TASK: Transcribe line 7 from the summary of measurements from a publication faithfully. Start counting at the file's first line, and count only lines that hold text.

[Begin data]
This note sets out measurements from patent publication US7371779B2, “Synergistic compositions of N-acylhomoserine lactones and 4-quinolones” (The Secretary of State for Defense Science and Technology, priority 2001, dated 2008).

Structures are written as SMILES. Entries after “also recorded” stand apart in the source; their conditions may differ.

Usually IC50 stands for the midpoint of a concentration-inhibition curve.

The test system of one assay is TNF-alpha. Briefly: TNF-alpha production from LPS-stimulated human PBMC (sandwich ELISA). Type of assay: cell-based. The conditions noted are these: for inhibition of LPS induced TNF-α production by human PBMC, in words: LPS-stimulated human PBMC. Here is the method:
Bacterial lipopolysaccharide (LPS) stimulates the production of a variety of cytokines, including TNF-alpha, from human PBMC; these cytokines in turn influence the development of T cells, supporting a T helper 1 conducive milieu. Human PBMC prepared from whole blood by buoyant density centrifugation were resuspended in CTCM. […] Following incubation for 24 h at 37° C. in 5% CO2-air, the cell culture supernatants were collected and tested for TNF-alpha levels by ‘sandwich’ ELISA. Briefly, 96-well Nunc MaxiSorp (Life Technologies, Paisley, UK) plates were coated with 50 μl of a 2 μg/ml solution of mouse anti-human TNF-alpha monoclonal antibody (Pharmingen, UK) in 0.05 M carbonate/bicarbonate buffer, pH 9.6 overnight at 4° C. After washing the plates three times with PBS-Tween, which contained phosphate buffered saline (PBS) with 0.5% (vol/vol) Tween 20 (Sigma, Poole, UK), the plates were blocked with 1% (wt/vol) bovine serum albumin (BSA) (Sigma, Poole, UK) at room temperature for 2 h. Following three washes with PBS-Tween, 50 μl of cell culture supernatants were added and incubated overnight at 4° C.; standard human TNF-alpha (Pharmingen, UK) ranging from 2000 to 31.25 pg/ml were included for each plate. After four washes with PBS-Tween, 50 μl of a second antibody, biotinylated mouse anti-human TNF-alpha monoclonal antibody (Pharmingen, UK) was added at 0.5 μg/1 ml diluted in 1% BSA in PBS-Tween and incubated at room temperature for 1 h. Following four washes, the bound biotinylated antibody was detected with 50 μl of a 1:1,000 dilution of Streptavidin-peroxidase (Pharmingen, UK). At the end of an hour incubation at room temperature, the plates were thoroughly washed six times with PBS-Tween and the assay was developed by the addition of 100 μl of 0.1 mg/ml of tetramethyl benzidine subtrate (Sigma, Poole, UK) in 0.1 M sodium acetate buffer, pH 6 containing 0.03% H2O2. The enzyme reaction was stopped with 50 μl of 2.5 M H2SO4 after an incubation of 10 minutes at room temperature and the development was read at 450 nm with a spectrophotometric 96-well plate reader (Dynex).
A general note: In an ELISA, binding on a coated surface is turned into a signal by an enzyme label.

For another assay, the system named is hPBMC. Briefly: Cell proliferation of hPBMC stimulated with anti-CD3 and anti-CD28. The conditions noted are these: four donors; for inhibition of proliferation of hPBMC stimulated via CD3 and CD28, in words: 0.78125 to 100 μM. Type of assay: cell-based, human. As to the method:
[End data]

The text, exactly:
For another assay, the system named is hPBMC. Briefly: Cell proliferation of hPBMC stimulated with anti-CD3 and anti-CD28. The conditions noted are these: four donors; for inhibition of proliferation of hPBMC stimulated via CD3 and CD28, in words: 0.78125 to 100 μM. Type of assay: cell-based, human. As to the method: